Night, Night, Nikki

Haley’s education and experience exceed the tenth grade in Depression era Mississippi reached by my racist father, but she is acting just as influenced by the ways of the old South. Her wizened, conservative, little heart has been unable to surrender the icons and values of Dixie.

Night, Night, Nikki
Depiction of Slavery that Apparently Had Nothing to Do with the Civil War

As the son of a certified recalcitrant southern racist, I learned as a boy that certain beliefs do not easily die. My Mississippi father was taught by both word and act from the time he could talk that Blacks were lesser people than Whites, and even at the end of his life convincing him otherwise was an impossible task. In the town where his family lived when I went to visit as a boy in the late fifties and early sixties, there was a community of hovels and shacks down below the highway where African Americans tried to cobble together materials to make shelters, and it served to him as a validation they were not equal to his race.

“Why they live like that, then, buddy boy?”

There was nothing disingenuous about his question. Daddy was truly baffled. We were driving the main road into town and he pointed to the treeless pasture of leaning wood and tin structures, dusty tracks for streets, and sagging electrical wires pulled from nearby poles. I was ten or eleven years old that summer.

“Because they can’t get jobs, Daddy,” I told him. “Nobody will hire them because their skin is black.”

“Aw hell, that ain’t true. They got jobs all over creation. You see ‘em in the fields and on the farms and whatever.”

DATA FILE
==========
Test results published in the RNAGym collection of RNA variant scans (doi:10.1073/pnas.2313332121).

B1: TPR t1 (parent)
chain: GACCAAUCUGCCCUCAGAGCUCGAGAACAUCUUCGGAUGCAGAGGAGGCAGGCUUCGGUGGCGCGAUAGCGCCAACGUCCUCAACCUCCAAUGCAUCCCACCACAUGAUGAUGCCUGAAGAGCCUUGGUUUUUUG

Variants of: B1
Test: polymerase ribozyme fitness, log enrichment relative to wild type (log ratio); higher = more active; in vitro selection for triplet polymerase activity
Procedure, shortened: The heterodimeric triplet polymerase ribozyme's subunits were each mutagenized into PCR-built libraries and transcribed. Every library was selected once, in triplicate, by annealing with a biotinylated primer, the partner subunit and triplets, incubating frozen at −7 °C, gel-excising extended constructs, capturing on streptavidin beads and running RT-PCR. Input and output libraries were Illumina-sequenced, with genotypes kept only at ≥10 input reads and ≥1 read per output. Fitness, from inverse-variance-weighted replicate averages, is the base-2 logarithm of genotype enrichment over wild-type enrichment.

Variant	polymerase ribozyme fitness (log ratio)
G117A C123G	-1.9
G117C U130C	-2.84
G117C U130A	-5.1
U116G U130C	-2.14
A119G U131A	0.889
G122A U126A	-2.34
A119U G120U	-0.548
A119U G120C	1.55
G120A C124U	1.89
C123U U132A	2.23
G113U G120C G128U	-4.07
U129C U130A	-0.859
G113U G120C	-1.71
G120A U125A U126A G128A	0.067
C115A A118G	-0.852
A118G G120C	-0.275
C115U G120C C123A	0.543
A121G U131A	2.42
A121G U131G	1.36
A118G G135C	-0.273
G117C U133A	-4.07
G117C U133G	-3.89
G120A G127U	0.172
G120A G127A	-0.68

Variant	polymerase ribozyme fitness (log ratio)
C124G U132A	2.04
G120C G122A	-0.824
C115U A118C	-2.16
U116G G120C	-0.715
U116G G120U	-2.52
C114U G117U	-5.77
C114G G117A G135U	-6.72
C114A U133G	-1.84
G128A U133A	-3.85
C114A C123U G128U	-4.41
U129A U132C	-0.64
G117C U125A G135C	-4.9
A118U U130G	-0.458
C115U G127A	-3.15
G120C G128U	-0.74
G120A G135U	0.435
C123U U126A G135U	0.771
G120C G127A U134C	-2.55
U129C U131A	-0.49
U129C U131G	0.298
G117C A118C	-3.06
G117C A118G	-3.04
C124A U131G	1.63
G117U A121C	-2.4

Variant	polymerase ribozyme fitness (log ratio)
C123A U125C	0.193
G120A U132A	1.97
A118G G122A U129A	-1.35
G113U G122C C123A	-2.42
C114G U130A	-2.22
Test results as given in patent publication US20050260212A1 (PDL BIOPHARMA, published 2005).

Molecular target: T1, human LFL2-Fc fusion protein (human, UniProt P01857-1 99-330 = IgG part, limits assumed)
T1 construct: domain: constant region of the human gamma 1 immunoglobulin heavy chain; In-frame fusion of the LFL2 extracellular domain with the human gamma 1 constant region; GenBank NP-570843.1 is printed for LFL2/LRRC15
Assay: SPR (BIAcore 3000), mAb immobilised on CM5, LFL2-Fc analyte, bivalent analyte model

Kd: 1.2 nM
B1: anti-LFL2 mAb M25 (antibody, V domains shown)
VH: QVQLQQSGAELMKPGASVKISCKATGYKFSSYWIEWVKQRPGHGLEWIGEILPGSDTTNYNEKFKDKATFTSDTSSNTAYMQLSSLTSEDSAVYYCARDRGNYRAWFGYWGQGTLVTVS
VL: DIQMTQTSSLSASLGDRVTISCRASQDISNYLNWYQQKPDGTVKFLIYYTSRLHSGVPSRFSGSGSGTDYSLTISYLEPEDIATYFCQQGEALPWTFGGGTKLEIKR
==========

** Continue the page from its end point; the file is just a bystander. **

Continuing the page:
“That doesn’t pay enough money to buy houses and clothes or that much food, Daddy. You picked cotton when you were my age, you told me. You said you’d work all day and get paid in dimes and pennies.”

“I did, sure enough,” he said.

I waited for him to offer more insight, as I recall, but the conversation ended before we pulled into the driveway of his brother’s home. My father, like all six of his siblings, had learned an unshakeable truth of the old South that Blacks were not equal to Whites and to try to put that into practice was to violate the laws of nature and a Christian god. When I visited him during my university years and brought up the subject of interracial marriage and love, he was dumbfounded by my ignorance.

“Aw, hell, that just ain’t right,” he said. “That ain’t nothin’ God ever intended, and you know that.”

“No, Daddy, I don’t. The difference between Blacks and us is nothing more than a chemical that affects skin color, and the fact that they have been held back by our culture and politics because of skin pigmentation, and nothing else.”

“Explain this to me, then,” he said. “Why don’t you ever see horses matin’ with cows or cats and dogs havin’ babies? Nature ain’t set up that way ‘cause that ain’t what God designed. You ever see a bird breedin’ with a squirrel up in a tree? Course you ain’t. It’s against nature just like Blacks and Whites takin’ up with each other.”

I almost laughed but did not want to offend and kept with the tactic of gentle persuasion. I tried to explain that the animals were different species and that humans of different skin colors were still genetically and biologically the same creatures. There was no hope, though, and I found the topic best avoided until his actions in my presence turned offensive. When I became a parent, and we brought our daughter to visit him at his home among the loblolly pines in rural Mississippi, he was still using the “N” word as though it were an acceptable descriptive. I warned him that his granddaughter would not be in his presence if he were to continue his use of the language. Eventually, there came a concession, though he constantly caught himself just before the epithet made its natural and habitual escape between his lips.